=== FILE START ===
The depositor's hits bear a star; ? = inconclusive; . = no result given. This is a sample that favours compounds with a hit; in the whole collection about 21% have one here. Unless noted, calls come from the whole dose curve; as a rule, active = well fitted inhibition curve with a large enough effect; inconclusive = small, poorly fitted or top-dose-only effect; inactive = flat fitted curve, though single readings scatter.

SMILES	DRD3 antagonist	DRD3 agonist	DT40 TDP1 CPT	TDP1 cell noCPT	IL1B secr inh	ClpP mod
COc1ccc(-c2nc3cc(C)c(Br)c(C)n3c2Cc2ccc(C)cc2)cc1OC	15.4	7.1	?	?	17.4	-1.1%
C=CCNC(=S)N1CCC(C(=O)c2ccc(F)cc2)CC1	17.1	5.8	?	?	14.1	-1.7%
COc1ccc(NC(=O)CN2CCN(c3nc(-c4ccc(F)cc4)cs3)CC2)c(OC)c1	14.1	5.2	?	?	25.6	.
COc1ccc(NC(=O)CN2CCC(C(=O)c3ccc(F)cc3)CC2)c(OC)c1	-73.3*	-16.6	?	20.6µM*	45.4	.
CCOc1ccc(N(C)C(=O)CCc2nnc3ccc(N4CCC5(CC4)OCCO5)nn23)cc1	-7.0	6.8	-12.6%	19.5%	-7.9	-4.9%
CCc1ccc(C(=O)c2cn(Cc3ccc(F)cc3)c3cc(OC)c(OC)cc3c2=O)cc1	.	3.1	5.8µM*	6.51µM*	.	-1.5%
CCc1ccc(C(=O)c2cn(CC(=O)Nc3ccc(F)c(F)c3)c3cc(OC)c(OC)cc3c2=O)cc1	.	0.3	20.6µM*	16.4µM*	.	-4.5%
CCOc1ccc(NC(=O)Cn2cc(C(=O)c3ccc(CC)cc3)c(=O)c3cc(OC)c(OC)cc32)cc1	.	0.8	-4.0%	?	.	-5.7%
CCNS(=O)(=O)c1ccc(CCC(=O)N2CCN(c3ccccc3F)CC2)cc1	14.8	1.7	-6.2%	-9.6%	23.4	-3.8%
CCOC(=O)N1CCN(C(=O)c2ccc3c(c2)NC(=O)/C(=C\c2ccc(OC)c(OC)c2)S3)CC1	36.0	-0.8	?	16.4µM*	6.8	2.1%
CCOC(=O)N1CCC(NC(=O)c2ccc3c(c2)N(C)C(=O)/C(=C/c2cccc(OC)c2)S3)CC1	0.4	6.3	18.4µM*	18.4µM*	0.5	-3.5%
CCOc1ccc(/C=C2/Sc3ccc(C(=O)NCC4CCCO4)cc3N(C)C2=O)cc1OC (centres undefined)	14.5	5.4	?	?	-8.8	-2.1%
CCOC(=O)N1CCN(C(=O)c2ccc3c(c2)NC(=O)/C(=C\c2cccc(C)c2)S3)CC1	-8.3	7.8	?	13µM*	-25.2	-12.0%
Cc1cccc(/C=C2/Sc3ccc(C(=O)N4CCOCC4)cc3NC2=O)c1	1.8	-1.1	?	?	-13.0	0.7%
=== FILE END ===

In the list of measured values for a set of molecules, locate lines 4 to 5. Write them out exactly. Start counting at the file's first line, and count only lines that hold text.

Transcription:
C=CCNC(=S)N1CCC(C(=O)c2ccc(F)cc2)CC1	17.1	5.8	?	?	14.1	-1.7%
COc1ccc(NC(=O)CN2CCN(c3nc(-c4ccc(F)cc4)cs3)CC2)c(OC)c1	14.1	5.2	?	?	25.6	.